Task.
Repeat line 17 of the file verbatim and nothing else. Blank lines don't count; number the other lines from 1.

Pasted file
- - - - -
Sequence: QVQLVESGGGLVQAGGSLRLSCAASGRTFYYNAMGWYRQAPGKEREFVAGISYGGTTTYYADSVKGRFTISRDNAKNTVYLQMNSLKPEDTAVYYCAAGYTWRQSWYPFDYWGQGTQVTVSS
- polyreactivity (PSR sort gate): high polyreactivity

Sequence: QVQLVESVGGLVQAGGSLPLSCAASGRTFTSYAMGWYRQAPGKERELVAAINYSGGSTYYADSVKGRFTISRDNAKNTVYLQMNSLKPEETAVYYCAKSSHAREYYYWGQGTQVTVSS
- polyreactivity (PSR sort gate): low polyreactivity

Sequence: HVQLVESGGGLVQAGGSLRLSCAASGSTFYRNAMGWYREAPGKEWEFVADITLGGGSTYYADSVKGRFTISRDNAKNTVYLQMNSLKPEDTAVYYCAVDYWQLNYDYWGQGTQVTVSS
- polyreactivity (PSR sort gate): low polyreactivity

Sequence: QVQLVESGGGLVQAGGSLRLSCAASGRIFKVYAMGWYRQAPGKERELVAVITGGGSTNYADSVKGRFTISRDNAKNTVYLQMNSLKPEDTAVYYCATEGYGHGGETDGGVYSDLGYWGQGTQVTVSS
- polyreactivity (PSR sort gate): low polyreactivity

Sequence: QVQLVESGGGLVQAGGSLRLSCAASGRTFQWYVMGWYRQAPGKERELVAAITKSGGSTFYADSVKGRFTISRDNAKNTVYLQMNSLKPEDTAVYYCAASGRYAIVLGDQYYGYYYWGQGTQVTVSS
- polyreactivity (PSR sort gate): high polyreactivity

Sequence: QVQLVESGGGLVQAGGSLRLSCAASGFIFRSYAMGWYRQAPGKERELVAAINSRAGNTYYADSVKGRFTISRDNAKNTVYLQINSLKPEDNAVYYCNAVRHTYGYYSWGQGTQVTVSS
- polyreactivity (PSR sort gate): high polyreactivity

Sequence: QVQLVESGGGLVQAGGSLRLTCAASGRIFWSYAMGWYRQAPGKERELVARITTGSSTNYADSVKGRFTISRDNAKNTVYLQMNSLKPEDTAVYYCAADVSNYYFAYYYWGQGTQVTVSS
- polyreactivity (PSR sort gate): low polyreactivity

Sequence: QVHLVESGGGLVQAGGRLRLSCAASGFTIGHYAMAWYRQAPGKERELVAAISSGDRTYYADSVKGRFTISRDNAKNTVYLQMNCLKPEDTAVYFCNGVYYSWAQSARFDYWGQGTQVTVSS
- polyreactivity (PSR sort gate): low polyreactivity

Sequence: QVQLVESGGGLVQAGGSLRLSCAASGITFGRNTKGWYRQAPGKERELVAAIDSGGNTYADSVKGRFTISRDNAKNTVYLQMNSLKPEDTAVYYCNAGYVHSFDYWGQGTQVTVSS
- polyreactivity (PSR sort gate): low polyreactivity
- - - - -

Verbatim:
Sequence: QVQLVESGGGLVQAGGSLRLSCAASGITFGRNTKGWYRQAPGKERELVAAIDSGGNTYADSVKGRFTISRDNAKNTVYLQMNSLKPEDTAVYYCNAGYVHSFDYWGQGTQVTVSS